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Oracle® Database Administrator's Guide
11g Release 2 (11.2)

Part Number E17120-11
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About Creating an Oracle Database

After you plan your database using some of the guidelines presented in this section, you can create the database with a graphical tool or a SQL command. You typically create a database during Oracle Database software installation. However, you can also create a database after installation. Reasons to create a database after installation are as follows:

The specific methods for creating a database are:

Considerations Before Creating the Database

Database creation prepares several operating system files to work together as an Oracle Database. You only need to create a database once, regardless of how many datafiles it has or how many instances access it. You can create a database to erase information in an existing database and create a new database with the same name and physical structure.

The following topics can help prepare you for database creation.

Planning for Database Creation

Prepare to create the database by research and careful planning. Table 2-1 lists some recommended actions:

Table 2-1 Database Planning Tasks

Action Additional Information

Plan the database tables and indexes and estimate the amount of space they will require.

Part II, "Oracle Database Structure and Storage"

Part III, "Schema Objects"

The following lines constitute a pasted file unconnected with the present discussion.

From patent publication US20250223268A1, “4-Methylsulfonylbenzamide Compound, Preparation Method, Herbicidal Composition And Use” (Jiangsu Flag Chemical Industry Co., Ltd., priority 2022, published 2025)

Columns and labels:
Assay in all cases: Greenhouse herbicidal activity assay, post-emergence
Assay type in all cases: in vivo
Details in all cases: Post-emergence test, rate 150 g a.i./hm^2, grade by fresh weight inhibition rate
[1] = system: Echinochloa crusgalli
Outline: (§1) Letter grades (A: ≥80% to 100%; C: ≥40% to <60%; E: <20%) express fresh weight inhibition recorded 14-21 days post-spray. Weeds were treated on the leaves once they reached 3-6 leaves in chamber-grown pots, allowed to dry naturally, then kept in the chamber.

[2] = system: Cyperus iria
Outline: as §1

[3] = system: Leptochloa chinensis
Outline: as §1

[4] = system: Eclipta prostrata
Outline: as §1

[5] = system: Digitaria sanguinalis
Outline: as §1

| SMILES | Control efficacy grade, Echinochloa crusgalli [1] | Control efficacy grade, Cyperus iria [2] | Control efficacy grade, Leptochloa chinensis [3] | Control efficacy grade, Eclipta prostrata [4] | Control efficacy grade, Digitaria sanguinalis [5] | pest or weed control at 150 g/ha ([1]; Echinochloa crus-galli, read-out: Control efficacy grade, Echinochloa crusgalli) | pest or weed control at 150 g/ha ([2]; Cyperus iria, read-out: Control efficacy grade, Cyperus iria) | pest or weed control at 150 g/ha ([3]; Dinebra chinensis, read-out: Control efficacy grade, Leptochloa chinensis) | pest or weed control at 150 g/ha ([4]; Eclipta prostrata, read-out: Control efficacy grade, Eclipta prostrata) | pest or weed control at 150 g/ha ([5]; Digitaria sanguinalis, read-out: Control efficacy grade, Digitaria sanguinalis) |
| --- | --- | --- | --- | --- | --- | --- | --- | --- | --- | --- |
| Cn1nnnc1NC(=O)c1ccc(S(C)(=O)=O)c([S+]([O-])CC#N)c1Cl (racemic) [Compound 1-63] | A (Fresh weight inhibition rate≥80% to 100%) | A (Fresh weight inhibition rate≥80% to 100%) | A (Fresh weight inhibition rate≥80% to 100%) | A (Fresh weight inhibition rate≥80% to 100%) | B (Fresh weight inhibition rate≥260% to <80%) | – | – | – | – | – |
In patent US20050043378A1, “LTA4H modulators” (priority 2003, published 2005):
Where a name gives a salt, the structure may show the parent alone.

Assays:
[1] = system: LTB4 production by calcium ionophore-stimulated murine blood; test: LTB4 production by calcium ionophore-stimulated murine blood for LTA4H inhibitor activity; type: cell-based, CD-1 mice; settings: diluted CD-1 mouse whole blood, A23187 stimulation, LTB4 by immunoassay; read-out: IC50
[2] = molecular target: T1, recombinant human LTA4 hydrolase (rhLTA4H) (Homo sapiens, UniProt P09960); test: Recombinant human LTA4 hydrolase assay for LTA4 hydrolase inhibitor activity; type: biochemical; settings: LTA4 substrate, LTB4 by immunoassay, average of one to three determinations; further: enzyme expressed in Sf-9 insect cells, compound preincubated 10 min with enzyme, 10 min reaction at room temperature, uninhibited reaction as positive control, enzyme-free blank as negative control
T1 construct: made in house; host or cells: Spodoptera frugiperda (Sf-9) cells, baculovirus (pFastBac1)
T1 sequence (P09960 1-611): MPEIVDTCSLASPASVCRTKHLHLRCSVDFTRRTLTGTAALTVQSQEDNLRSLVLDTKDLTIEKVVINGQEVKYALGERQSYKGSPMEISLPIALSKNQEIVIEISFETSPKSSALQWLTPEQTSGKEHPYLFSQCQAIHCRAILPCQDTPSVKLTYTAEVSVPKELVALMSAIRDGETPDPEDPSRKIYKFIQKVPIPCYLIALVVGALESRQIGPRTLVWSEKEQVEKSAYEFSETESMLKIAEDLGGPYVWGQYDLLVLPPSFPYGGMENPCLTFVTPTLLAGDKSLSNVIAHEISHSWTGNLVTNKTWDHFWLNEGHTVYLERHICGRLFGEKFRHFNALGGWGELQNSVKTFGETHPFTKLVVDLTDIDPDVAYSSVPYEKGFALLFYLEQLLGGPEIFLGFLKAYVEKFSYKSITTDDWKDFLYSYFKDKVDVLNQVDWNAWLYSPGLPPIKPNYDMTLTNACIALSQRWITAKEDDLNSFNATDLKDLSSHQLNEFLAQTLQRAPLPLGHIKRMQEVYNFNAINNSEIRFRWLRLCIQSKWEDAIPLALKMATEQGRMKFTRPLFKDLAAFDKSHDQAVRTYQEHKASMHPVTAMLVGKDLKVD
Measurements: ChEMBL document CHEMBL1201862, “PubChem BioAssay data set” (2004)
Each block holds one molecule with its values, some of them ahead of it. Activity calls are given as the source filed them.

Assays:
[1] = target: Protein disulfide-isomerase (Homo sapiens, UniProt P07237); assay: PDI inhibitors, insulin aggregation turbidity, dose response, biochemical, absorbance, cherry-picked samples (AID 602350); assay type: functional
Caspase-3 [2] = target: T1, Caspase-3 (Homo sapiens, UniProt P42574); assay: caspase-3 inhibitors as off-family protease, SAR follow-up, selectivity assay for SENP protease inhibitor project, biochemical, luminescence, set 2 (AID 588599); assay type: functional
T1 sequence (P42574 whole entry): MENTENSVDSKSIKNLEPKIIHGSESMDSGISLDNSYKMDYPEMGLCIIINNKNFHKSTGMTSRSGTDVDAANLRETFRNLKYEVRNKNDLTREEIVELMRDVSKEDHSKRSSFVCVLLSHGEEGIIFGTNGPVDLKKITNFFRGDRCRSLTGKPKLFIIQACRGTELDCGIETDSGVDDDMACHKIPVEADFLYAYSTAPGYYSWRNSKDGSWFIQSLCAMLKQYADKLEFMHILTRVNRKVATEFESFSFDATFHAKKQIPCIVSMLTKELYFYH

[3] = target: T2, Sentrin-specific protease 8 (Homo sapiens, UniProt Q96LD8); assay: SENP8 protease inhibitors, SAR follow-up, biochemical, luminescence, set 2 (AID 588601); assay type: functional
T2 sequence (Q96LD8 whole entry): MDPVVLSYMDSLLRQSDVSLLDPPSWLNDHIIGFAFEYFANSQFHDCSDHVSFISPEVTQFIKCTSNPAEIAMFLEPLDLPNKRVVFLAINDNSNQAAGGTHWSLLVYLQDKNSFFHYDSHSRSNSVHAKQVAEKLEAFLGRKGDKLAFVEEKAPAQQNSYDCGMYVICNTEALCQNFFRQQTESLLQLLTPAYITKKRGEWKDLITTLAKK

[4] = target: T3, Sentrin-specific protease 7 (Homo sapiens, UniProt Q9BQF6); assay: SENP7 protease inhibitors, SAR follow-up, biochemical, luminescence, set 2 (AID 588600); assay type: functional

Plan the layout of the underlying operating system files your database will comprise. Proper distribution of files can improve database performance dramatically by distributing the I/O during file access. You can distribute I/O in several ways when you install Oracle software and create your database. For example, you can place redo log files on separate disks or use striping. You can situate datafiles to reduce contention. And you can control data density (number of rows to a data block). If you create a Fast Recovery Area, Oracle recommends that you place it on a storage device that is different from that of the datafiles.

To greatly simplify this planning task, consider using Oracle Managed Files and Automatic Storage Management to create and manage the operating system files that comprise your database storage.

Chapter 17, "Using Oracle Managed Files"

Oracle Automatic Storage Management Administrator's Guide

Oracle Database Performance Tuning Guide

Oracle Database Backup and Recovery User's Guide

Your Oracle operating system–specific documentation, including the appropriate Oracle Database installation guide.

Select the global database name, which is the name and location of the database within the network structure. Create the global database name by setting both the DB_NAME and DB_DOMAIN initialization parameters.

"Determining the Global Database Name"

Familiarize yourself with the initialization parameters contained in the initialization parameter file. Become familiar with the concept and operation of a server parameter file. A server parameter file lets you store and manage your initialization parameters persistently in a server-side disk file.